Wednesday, January 20, 2016
Ask Linda #1237-Listening to music
I am an officer at a country club in Mombasa. It was brought up at one of our meetings a complaint about one of the new lady golfers always playing with her iPhone and earbuds in her ears. I stated that I didn't think it was allowed - artificial aid maybe - but on searching the rulebook I couldn't find anything to cover it and would be grateful for your help and opinion.
With all best wishes,
Lulu from Mombasa, Africa
In order to answer your question, I will need to know what she is using her iPhone for (e.g., is she making calls that disturb her fellow golfers, is she texting, is she not ready to play when it is her turn), and what she is listening to through her ear buds (e.g., music, radio broadcasts). I will answer your question as soon as I hear from you.
She uses an iPod and listens to music the whole time so she completely ignores her playing partners and doesn't speak to them at all.
If she had a mobile and was making calls we could deal with it as no one is allowed to use them on the golf course or in the clubhouse. She is not delaying play, as that is also covered in the rules of golf.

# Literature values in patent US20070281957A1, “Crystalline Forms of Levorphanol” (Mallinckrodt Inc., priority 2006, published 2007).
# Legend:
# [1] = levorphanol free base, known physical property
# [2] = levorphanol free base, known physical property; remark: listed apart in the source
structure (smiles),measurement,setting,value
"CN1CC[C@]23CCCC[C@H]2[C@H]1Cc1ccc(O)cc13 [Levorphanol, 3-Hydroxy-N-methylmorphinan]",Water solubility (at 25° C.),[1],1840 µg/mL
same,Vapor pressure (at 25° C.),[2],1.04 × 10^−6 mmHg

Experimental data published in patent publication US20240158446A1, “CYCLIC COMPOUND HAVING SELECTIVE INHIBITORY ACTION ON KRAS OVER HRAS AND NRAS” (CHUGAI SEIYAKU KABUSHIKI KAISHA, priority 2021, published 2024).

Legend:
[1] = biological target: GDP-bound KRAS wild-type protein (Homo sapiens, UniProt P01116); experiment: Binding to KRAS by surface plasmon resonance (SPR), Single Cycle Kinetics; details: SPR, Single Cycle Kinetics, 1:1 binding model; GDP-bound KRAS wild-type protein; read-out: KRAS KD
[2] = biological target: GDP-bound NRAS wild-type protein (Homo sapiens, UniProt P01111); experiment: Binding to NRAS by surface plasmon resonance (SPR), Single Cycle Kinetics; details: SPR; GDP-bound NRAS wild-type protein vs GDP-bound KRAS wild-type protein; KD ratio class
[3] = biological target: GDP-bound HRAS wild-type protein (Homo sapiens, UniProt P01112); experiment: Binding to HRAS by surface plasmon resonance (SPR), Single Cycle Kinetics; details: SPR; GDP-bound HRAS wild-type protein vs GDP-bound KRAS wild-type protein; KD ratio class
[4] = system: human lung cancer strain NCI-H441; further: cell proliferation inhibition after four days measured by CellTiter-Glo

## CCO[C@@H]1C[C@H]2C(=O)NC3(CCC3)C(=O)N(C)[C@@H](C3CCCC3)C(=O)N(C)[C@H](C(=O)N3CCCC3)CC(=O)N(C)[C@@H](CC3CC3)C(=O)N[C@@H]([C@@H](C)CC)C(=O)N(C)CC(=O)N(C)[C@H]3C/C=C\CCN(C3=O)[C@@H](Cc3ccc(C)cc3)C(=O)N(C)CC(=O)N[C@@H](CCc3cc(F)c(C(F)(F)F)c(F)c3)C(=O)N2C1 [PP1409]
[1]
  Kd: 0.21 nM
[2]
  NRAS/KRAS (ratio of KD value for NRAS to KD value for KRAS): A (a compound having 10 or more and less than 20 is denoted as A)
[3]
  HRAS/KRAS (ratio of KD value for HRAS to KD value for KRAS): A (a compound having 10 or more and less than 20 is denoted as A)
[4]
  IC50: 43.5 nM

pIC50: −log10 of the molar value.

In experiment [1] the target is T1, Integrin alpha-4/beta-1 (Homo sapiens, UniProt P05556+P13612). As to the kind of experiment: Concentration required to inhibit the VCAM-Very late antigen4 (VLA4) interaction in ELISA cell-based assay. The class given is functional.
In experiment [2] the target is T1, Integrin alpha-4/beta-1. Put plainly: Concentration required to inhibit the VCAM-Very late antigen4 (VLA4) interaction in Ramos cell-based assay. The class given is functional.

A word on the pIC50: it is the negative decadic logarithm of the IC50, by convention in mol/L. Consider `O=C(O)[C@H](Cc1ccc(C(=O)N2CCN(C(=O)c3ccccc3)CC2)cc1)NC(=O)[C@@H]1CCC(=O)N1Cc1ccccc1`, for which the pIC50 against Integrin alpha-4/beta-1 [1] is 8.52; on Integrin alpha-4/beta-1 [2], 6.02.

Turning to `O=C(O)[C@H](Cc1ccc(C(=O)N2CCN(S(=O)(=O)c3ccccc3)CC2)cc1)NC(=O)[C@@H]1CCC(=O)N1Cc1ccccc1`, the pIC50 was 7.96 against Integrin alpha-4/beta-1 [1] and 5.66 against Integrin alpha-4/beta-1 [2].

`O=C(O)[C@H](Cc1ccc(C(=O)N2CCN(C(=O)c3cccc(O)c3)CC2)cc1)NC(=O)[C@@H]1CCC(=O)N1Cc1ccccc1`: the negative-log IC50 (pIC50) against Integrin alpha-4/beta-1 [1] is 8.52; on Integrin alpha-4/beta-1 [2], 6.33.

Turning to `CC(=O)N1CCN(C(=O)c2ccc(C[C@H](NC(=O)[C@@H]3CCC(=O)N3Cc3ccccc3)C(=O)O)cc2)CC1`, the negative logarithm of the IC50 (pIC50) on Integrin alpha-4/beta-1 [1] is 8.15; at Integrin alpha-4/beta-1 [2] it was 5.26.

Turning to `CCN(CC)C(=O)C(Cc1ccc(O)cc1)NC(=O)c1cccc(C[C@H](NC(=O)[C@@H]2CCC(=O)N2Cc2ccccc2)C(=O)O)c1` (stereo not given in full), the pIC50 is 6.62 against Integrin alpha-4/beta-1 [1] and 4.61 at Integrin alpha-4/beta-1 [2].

She is listening to music only - all I could think about was "artificial aids" - but there is no rule that says that you have to be sweet and chatty and friendly to your playing partners!
This is a violation of Rule 14-3a for using an artificial device that might assist the golfer in her play, and results in disqualification. This issue is directly addressed in Decision 14-3/17. Here is the pertinent section of that Decision:
Player Listens to Music or Broadcast During Round
Q.A player uses a device to listen to music, a radio broadcast or any other type of broadcast during a stipulated round. What is the ruling?
A.Under Rule 14-3a, a player may not use any artificial device or unusual equipment that "might assist him in making a stroke or in his play." Listening to music or a broadcast while making a stroke or for a prolonged period might assist the player in his play, for example, by eliminating distractions or promoting a good tempo. Therefore, the use of an artificial device to listen to music or a broadcast, whether or not through headphones, while making a stroke or for a prolonged period of time during a stipulated round is a breach of Rule 14-3. However, it would not be a breach of Rule 14-3 for a player to listen to a device briefly, for example, to obtain the results of another sporting event or traffic information, while walking between the putting green of one hole and the teeing ground of the next hole.
A Committee will have to consider all available facts and circumstances in determining whether a player using an artificial device to listen to music or a broadcast has done so for a prolonged period such that the action might have assisted the player in his play.
Copyright © 2016 Linda Miller. All rights reserved.